Macilente, a malcontent. Morbidly envious of his fellows, he rages at the flourishing folly of the times and plays malicious tricks on his associates. When they have all been discomfited, he is cured of his envy.
Carlo Buffone, a foulmouthed jester. His indiscriminate verbal assaults lead to his having his mouth sealed by hot sealing wax in his beard.
Deliro, a wealthy, doting husband. He is finally driven out of his uxoriousness by suspicion that his wife is unfaithful.
Fallace, Deliro’s wife and Sordido’s daughter. Enamored of Fastidious Brisk, she behaves so foolishly that she loses her husband’s love.
Sordido, a miserly farmer. He consults the almanac, hoards grain, and hopes for bad weather. A good harvest by his neighbors causes him to attempt suicide.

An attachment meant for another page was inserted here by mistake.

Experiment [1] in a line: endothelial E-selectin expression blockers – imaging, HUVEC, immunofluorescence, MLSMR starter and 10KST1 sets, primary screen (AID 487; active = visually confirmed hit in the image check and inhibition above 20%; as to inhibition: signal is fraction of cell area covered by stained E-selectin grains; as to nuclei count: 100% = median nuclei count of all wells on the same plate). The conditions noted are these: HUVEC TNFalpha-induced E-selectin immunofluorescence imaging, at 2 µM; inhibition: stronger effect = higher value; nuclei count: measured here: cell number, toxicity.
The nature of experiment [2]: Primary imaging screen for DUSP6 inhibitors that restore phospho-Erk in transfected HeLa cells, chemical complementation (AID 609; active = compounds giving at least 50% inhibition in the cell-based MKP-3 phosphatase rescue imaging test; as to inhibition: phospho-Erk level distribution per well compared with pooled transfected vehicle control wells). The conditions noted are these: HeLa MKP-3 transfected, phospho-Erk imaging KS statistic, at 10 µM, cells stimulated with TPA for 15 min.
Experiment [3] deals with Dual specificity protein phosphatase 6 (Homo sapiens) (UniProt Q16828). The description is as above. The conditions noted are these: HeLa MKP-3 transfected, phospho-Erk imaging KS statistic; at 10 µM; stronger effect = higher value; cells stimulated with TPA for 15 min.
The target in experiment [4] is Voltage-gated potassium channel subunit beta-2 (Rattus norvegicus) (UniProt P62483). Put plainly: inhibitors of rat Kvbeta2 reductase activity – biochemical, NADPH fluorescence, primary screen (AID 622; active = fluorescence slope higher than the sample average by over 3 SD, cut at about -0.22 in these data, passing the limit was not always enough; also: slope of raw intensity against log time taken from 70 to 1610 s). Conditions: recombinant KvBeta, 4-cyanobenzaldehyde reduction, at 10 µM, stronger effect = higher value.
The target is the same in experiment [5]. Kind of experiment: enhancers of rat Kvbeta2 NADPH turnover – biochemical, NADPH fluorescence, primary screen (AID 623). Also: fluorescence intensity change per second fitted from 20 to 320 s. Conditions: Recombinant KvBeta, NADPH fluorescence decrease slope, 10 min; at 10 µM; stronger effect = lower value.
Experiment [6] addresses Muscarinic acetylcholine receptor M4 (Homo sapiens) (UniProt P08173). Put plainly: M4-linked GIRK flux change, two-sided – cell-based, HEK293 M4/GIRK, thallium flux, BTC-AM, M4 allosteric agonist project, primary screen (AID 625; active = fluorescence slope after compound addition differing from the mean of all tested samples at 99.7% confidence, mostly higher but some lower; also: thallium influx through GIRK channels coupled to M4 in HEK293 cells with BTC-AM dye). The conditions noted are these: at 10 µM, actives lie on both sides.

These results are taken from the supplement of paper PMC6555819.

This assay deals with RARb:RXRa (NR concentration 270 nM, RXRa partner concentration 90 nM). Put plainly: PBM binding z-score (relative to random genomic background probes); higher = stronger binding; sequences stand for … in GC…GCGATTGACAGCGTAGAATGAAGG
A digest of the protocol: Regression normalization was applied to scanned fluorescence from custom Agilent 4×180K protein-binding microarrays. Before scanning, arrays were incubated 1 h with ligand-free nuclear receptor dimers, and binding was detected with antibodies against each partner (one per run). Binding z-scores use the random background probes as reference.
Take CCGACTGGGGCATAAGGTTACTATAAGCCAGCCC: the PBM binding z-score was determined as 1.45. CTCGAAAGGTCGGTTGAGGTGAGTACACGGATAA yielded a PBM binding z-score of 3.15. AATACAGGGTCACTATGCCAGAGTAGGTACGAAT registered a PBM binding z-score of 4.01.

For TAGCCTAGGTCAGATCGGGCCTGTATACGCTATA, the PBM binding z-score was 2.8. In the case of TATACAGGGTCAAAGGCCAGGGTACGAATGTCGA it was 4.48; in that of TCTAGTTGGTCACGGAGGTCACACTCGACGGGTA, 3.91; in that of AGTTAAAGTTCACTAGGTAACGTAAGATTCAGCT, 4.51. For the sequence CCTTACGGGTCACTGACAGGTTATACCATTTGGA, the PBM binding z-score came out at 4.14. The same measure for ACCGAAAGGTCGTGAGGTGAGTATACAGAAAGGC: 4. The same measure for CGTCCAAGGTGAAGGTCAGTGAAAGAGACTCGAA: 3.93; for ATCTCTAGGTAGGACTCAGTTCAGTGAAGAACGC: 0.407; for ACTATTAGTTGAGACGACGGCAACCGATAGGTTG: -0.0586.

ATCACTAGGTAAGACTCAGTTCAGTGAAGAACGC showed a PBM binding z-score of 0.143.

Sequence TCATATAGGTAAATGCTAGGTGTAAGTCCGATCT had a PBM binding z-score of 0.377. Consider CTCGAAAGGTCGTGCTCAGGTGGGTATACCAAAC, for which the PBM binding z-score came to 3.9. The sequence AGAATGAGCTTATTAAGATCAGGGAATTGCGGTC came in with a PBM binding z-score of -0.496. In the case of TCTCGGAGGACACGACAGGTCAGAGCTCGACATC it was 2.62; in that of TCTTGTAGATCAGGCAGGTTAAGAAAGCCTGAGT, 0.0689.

Sogliardo, Sordido’s social-climbing brother. He pays Carlo to teach him to be a gentleman, but the lessons are unsuccessful.
Fungoso, Sordido’s foolish son. He tries in vain to keep up with Fastidious Brisk’s fashionableness.
Fastidious Brisk, an affected courtier. He changes the style of his clothes so rapidly that an imitator is always at least an hour out of fashion. He ends up in a debtors’ prison.
Puntarvolo, an old-fashioned knight. He acts romantic scenes with his wife and wagers a sum at five to one odds that he, his wife, and his dog will return safely from a Continental tour. He loses when Macilente poisons his dog. He angrily seals Carlo’s lips to silence his taunts.
Shift, a cheap rascal who pretends to be a criminal. He is too cowardly for real crime.
Saviolina, an affected court lady, Fastidious’ mistress.